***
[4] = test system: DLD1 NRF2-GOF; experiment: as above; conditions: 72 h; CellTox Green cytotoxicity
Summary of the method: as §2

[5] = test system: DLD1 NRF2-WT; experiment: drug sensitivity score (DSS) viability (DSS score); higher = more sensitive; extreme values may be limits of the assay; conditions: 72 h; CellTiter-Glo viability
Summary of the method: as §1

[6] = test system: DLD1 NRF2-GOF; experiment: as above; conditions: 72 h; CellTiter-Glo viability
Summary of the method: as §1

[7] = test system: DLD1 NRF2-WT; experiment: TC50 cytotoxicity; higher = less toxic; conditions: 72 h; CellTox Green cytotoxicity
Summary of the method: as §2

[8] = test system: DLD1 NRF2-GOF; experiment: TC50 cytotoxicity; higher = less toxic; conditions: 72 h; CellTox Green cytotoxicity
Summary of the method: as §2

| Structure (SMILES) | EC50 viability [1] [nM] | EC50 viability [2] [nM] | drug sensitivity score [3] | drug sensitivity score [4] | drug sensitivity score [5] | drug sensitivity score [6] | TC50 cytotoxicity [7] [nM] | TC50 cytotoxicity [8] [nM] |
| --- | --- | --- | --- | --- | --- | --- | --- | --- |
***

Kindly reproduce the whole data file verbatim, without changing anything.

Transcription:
[4] = test system: DLD1 NRF2-GOF; experiment: as above; conditions: 72 h; CellTox Green cytotoxicity
Summary of the method: as §2

[5] = test system: DLD1 NRF2-WT; experiment: drug sensitivity score (DSS) viability (DSS score); higher = more sensitive; extreme values may be limits of the assay; conditions: 72 h; CellTiter-Glo viability
Summary of the method: as §1

[6] = test system: DLD1 NRF2-GOF; experiment: as above; conditions: 72 h; CellTiter-Glo viability
Summary of the method: as §1

[7] = test system: DLD1 NRF2-WT; experiment: TC50 cytotoxicity; higher = less toxic; conditions: 72 h; CellTox Green cytotoxicity
Summary of the method: as §2

[8] = test system: DLD1 NRF2-GOF; experiment: TC50 cytotoxicity; higher = less toxic; conditions: 72 h; CellTox Green cytotoxicity
Summary of the method: as §2

| Structure (SMILES) | EC50 viability [1] [nM] | EC50 viability [2] [nM] | drug sensitivity score [3] | drug sensitivity score [4] | drug sensitivity score [5] | drug sensitivity score [6] | TC50 cytotoxicity [7] [nM] | TC50 cytotoxicity [8] [nM] |
| --- | --- | --- | --- | --- | --- | --- | --- | --- |